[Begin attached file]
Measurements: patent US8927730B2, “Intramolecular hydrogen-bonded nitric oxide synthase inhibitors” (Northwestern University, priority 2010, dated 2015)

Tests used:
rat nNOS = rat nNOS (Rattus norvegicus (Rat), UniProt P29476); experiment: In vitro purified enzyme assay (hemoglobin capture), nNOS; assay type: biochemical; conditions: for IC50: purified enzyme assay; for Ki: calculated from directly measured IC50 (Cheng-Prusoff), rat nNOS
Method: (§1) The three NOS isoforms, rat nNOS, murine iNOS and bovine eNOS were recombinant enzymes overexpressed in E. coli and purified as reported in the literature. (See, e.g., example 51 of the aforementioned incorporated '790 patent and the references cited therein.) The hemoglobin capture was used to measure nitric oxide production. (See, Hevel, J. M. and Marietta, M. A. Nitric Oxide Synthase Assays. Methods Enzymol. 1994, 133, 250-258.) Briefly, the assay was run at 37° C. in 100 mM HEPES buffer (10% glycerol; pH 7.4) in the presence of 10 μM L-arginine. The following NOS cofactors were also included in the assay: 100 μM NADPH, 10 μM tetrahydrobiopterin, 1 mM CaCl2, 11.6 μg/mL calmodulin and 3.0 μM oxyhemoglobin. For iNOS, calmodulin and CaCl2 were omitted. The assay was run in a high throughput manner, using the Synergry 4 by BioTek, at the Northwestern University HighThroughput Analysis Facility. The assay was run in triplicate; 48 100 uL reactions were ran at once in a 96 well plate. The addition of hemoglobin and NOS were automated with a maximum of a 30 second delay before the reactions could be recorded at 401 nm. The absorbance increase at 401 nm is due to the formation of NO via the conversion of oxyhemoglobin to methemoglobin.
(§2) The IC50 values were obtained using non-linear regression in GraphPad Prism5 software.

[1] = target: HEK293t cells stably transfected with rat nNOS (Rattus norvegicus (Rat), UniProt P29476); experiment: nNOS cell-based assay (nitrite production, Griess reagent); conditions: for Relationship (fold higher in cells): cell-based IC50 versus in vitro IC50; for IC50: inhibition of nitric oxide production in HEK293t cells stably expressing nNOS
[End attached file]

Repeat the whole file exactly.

Measurements: patent US8927730B2, “Intramolecular hydrogen-bonded nitric oxide synthase inhibitors” (Northwestern University, priority 2010, dated 2015)

Tests used:
rat nNOS = rat nNOS (Rattus norvegicus (Rat), UniProt P29476); experiment: In vitro purified enzyme assay (hemoglobin capture), nNOS; assay type: biochemical; conditions: for IC50: purified enzyme assay; for Ki: calculated from directly measured IC50 (Cheng-Prusoff), rat nNOS
Method: (§1) The three NOS isoforms, rat nNOS, murine iNOS and bovine eNOS were recombinant enzymes overexpressed in E. coli and purified as reported in the literature. (See, e.g., example 51 of the aforementioned incorporated '790 patent and the references cited therein.) The hemoglobin capture was used to measure nitric oxide production. (See, Hevel, J. M. and Marietta, M. A. Nitric Oxide Synthase Assays. Methods Enzymol. 1994, 133, 250-258.) Briefly, the assay was run at 37° C. in 100 mM HEPES buffer (10% glycerol; pH 7.4) in the presence of 10 μM L-arginine. The following NOS cofactors were also included in the assay: 100 μM NADPH, 10 μM tetrahydrobiopterin, 1 mM CaCl2, 11.6 μg/mL calmodulin and 3.0 μM oxyhemoglobin. For iNOS, calmodulin and CaCl2 were omitted. The assay was run in a high throughput manner, using the Synergry 4 by BioTek, at the Northwestern University HighThroughput Analysis Facility. The assay was run in triplicate; 48 100 uL reactions were ran at once in a 96 well plate. The addition of hemoglobin and NOS were automated with a maximum of a 30 second delay before the reactions could be recorded at 401 nm. The absorbance increase at 401 nm is due to the formation of NO via the conversion of oxyhemoglobin to methemoglobin.
(§2) The IC50 values were obtained using non-linear regression in GraphPad Prism5 software.

[1] = target: HEK293t cells stably transfected with rat nNOS (Rattus norvegicus (Rat), UniProt P29476); experiment: nNOS cell-based assay (nitrite production, Griess reagent); conditions: for Relationship (fold higher in cells): cell-based IC50 versus in vitro IC50; for IC50: inhibition of nitric oxide production in HEK293t cells stably expressing nNOS